Animal models are essential for elucidating the molecular mechanisms of carcinogenesis. Hodgkin's and many diverse non-Hodgkin's lymphomas overexpress the Hodgkin's disease antigen CD30 (CD30hi), a tumor necrosis factor receptor II family member. Here we show that chicken Marek's disease (MD) lymphoma cells are also CD30hi and are a unique natural model for CD30hi lymphoma. Chicken CD30 resembles an ancestral form, and we identify a previously undescribed potential cytoplasmic signaling domain conserved in chicken, human, and mouse CD30. Our phylogeneic analysis defines a relationship between the structures of human and mouse CD30 and confirms that mouse CD30 represents the ancestral mammalian gene structure. CD30 expression by MD virus (MDV)-transformed lymphocytes correlates with expression of the MDV Meq putative oncogene (a c-Jun homologue) in vivo. The chicken CD30 promoter has 15 predicted high-stringency Meq-binding transcription factor recognition motifs, and Meg enhances transcription from the CD30 promoter in vitro. Plasma proteomics identified a soluble form of CD30. CD30 overexpression is evolutionarily conserved and defines one class of neoplastic transformation events, regardless of etiology. We propose that CD30 is a component of a critical intracellular signaling pathway perturbed in neoplastic transformation. Specific anti-CD30 Igs occurred after infection of genetically MD-resistant chickens with oncogenic MDV, suggesting immunity to CD30 could play a role in MD lymphoma regression.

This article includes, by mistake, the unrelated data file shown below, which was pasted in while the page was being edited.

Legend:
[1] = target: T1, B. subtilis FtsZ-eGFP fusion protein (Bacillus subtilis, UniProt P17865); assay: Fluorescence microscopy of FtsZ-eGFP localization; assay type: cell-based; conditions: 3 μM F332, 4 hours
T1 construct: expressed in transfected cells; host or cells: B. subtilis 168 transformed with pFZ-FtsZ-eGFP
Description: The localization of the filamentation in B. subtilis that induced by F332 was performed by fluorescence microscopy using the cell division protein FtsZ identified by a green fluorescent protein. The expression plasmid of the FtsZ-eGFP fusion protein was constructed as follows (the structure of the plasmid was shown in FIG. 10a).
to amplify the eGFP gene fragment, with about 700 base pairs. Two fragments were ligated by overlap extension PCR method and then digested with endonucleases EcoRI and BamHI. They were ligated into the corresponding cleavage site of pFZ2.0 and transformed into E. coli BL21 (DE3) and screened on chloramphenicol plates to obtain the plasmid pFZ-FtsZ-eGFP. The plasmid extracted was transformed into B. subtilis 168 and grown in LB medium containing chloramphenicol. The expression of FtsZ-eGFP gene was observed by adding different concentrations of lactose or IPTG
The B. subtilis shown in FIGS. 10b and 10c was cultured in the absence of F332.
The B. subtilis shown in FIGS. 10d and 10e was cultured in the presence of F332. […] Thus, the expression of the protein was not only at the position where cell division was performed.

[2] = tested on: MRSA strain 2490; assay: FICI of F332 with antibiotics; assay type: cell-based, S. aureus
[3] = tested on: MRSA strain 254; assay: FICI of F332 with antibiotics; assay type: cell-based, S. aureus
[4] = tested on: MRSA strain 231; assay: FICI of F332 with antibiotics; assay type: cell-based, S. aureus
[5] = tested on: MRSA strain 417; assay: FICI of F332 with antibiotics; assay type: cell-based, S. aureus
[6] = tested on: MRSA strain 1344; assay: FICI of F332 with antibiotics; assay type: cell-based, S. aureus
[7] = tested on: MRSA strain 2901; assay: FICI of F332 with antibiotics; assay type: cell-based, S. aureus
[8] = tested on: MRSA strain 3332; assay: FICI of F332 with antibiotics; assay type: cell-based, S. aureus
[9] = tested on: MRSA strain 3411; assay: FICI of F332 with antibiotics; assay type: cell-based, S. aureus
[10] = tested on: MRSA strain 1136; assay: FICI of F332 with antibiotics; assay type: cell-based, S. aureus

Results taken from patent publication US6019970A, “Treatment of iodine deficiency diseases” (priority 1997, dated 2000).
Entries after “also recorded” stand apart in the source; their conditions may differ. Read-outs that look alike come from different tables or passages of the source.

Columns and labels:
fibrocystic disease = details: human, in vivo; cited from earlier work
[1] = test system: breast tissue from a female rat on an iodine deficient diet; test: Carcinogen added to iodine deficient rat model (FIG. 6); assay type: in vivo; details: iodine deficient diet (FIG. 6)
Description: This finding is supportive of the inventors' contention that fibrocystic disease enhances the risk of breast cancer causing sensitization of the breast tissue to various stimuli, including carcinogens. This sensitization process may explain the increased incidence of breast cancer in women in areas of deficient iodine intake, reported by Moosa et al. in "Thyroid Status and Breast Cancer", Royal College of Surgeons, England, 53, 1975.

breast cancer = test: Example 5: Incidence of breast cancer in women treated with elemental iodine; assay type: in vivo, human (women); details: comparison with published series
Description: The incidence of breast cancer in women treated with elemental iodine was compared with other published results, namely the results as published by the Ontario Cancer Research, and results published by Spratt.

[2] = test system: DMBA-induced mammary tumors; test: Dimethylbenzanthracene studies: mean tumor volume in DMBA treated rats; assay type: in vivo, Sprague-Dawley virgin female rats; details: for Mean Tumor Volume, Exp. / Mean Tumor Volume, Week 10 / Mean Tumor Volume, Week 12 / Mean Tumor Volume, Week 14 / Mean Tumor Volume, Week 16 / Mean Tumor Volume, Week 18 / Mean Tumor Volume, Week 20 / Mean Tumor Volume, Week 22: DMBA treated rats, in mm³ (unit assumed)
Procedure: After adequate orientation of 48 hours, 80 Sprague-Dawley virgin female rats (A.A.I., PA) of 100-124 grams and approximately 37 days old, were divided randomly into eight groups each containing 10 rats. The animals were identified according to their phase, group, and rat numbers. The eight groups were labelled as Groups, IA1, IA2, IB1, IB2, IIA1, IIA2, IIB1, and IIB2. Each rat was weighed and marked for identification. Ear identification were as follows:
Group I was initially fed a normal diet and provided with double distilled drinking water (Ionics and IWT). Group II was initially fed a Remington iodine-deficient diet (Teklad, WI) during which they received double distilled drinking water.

|Original language||English (US)|
|Number of pages||6|
|Journal||Proceedings of the National Academy of Sciences of the United States of America|
|State||Published - Sep 21 2004|
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